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    Sounds a bit too extensive to me. I've seen the bicycle surfboard racks that they sell for an arm and a leg at surf shops. I would imagine you would make one yourself and probably fit it to a board, not sure about the handling though. I know that just carrying my board affects makes me turn wide when I'm just walking :lol3

    +1 on the boogie board/harley comment. Just kidding around here, I like all bikes, I just don't really like all riders. Sort of like how I like all surfboards, I just don't like all surfers
    #56
  17. Shooby

    Shooby Anti-Cager

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    HEY! I saw that guy as well a few years ago. he was parked at Cardiff, just south of "the Kook". I admired his dedication

    Definite correlation(s) between these sports, good thread Stoke.
    BTW - I'll be signing up with Motoventures later this spring.
    #57
  18. junglemototours

    junglemototours trailplug

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    1st beer is free for you ADV FFers.....
    Surf and turf;
    [​IMG]
    #58
  19. booniebasher

    booniebasher Been here awhile

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    In surfing you many times you are forced into a certain area cause thats where the good waves are, this area can be mastered by the locals and as in the case of hawaii these locals band together like gangs at times ...i had many run ins in hawaii like this in the 80,s. on the DIRTBIKE you can go to y:clap:clapour own area and not experiance the negative vibes i speak of. freedom to the max !!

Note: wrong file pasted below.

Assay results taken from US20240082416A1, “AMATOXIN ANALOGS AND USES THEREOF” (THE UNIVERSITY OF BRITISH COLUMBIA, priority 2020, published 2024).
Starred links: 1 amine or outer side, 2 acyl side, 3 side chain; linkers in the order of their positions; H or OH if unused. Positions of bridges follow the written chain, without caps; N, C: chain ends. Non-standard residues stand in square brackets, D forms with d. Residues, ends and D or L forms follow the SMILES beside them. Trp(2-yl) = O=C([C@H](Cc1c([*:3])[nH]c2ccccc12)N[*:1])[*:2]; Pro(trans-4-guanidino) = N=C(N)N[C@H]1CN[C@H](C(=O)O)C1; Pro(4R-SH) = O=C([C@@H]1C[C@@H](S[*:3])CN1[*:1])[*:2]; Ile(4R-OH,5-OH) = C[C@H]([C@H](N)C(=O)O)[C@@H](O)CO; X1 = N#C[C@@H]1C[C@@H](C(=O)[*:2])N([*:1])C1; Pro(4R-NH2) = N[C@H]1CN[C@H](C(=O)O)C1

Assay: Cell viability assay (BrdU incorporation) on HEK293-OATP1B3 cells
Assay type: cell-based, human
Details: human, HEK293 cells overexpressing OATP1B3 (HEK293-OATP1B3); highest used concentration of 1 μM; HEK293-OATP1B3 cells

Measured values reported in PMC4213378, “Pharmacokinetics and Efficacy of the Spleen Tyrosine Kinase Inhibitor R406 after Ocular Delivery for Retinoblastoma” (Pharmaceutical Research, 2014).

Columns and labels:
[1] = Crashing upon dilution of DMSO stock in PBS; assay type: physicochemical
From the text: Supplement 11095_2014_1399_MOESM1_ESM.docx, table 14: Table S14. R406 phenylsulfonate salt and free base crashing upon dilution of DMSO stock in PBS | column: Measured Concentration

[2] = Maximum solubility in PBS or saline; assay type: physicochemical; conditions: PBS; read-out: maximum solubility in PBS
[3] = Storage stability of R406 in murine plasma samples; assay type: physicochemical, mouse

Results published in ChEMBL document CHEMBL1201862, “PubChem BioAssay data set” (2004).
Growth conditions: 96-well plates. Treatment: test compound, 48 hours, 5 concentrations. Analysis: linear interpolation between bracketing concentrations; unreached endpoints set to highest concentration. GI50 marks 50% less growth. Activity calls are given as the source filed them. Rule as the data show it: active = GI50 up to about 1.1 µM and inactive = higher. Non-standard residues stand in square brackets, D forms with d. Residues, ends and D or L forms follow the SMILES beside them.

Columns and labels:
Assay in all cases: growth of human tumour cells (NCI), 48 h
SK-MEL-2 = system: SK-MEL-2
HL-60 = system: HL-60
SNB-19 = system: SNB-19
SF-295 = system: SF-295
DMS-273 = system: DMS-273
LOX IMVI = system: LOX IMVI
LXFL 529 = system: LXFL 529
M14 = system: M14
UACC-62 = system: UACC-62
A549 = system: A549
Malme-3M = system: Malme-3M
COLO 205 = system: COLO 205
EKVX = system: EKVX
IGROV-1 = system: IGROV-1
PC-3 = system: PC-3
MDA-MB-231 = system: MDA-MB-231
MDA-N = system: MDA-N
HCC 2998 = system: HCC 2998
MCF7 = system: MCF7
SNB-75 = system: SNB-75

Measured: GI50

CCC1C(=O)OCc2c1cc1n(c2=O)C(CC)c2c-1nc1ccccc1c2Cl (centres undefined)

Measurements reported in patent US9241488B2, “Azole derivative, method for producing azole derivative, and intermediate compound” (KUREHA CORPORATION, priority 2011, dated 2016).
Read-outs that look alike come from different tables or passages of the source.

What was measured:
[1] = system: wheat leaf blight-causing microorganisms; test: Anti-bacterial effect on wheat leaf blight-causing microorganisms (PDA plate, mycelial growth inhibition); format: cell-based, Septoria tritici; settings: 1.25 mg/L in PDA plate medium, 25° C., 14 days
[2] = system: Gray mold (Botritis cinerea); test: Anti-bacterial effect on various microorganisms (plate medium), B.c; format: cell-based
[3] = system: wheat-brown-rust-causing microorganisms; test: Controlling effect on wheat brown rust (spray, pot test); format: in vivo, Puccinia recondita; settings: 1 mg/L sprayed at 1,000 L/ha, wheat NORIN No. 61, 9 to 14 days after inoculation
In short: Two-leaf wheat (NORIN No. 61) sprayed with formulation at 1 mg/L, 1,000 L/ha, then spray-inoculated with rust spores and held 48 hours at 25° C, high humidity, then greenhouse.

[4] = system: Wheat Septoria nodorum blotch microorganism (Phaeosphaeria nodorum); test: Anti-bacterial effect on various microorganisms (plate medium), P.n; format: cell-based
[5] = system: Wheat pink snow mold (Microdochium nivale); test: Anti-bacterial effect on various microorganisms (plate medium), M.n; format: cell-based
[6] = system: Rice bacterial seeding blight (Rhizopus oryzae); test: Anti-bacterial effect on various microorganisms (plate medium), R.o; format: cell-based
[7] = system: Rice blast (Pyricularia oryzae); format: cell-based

motorcycling has freedom written all over it !!!:freaky
    #59
  20. zack05

    zack05 Adventurer

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    I grew up surfing in Half Moon Bay. There was a very competitive surf scene there that started in the late eighties and grew exponentially as the locals began surfing spots that held bigger waves (not just Mav's). Surfing culture has a historic and often necessary pecking order. Good surf spots are limited, and enforcing the pecking order is where things get "testy." This is the not so fun part of surfing, and as I got older I often found that I was falling into that role. I moved to the mountains because snowboarding offered the same carving on edge feeling, without the hassles. After a few years of hundred day seasons, snowboarding started taking a backseat to riding my Dirtbike. I get the very same in the moment feelings with all of these sports. I also found that I like to scare the shit out of myself every once in a while. It can be quite head clearing!
    #60